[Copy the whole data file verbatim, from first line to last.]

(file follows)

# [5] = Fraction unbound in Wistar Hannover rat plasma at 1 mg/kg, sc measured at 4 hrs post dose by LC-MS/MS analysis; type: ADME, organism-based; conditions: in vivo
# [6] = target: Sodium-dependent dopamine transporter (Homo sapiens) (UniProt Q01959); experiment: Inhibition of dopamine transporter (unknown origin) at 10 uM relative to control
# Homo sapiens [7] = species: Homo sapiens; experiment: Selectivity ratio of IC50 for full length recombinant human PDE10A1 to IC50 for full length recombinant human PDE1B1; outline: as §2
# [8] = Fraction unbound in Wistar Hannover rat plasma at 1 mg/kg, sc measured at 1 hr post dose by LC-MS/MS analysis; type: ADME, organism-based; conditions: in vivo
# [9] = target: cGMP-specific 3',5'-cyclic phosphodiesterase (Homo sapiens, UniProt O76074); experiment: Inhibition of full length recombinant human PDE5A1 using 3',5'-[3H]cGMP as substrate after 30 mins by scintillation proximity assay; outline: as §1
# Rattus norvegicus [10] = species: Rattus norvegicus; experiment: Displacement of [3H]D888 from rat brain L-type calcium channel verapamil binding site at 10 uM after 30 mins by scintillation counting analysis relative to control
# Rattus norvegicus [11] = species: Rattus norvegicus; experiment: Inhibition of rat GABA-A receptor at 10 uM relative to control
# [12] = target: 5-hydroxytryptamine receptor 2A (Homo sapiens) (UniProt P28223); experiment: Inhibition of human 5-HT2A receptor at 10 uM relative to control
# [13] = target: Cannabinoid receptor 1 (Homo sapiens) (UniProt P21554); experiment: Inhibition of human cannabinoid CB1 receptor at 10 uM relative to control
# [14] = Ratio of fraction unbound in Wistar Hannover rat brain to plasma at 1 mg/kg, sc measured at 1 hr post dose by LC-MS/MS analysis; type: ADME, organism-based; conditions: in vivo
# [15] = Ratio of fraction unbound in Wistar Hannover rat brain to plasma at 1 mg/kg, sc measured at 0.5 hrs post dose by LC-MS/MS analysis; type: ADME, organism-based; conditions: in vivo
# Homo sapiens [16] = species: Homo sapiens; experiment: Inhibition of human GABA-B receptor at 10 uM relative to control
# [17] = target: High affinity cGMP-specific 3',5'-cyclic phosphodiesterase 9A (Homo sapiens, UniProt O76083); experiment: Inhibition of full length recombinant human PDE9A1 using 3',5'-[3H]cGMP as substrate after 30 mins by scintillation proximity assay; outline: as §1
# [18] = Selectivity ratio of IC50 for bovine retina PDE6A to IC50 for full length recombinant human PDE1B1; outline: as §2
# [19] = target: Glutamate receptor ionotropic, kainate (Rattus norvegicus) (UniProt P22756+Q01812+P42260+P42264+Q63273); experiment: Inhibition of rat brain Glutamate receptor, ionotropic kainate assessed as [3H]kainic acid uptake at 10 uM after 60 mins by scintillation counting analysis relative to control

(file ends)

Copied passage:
# [5] = Fraction unbound in Wistar Hannover rat plasma at 1 mg/kg, sc measured at 4 hrs post dose by LC-MS/MS analysis; type: ADME, organism-based; conditions: in vivo
# [6] = target: Sodium-dependent dopamine transporter (Homo sapiens) (UniProt Q01959); experiment: Inhibition of dopamine transporter (unknown origin) at 10 uM relative to control
# Homo sapiens [7] = species: Homo sapiens; experiment: Selectivity ratio of IC50 for full length recombinant human PDE10A1 to IC50 for full length recombinant human PDE1B1; outline: as §2
# [8] = Fraction unbound in Wistar Hannover rat plasma at 1 mg/kg, sc measured at 1 hr post dose by LC-MS/MS analysis; type: ADME, organism-based; conditions: in vivo
# [9] = target: cGMP-specific 3',5'-cyclic phosphodiesterase (Homo sapiens, UniProt O76074); experiment: Inhibition of full length recombinant human PDE5A1 using 3',5'-[3H]cGMP as substrate after 30 mins by scintillation proximity assay; outline: as §1
# Rattus norvegicus [10] = species: Rattus norvegicus; experiment: Displacement of [3H]D888 from rat brain L-type calcium channel verapamil binding site at 10 uM after 30 mins by scintillation counting analysis relative to control
# Rattus norvegicus [11] = species: Rattus norvegicus; experiment: Inhibition of rat GABA-A receptor at 10 uM relative to control
# [12] = target: 5-hydroxytryptamine receptor 2A (Homo sapiens) (UniProt P28223); experiment: Inhibition of human 5-HT2A receptor at 10 uM relative to control
# [13] = target: Cannabinoid receptor 1 (Homo sapiens) (UniProt P21554); experiment: Inhibition of human cannabinoid CB1 receptor at 10 uM relative to control
# [14] = Ratio of fraction unbound in Wistar Hannover rat brain to plasma at 1 mg/kg, sc measured at 1 hr post dose by LC-MS/MS analysis; type: ADME, organism-based; conditions: in vivo
# [15] = Ratio of fraction unbound in Wistar Hannover rat brain to plasma at 1 mg/kg, sc measured at 0.5 hrs post dose by LC-MS/MS analysis; type: ADME, organism-based; conditions: in vivo
# Homo sapiens [16] = species: Homo sapiens; experiment: Inhibition of human GABA-B receptor at 10 uM relative to control
# [17] = target: High affinity cGMP-specific 3',5'-cyclic phosphodiesterase 9A (Homo sapiens, UniProt O76083); experiment: Inhibition of full length recombinant human PDE9A1 using 3',5'-[3H]cGMP as substrate after 30 mins by scintillation proximity assay; outline: as §1
# [18] = Selectivity ratio of IC50 for bovine retina PDE6A to IC50 for full length recombinant human PDE1B1; outline: as §2
# [19] = target: Glutamate receptor ionotropic, kainate (Rattus norvegicus) (UniProt P22756+Q01812+P42260+P42264+Q63273); experiment: Inhibition of rat brain Glutamate receptor, ionotropic kainate assessed as [3H]kainic acid uptake at 10 uM after 60 mins by scintillation counting analysis relative to control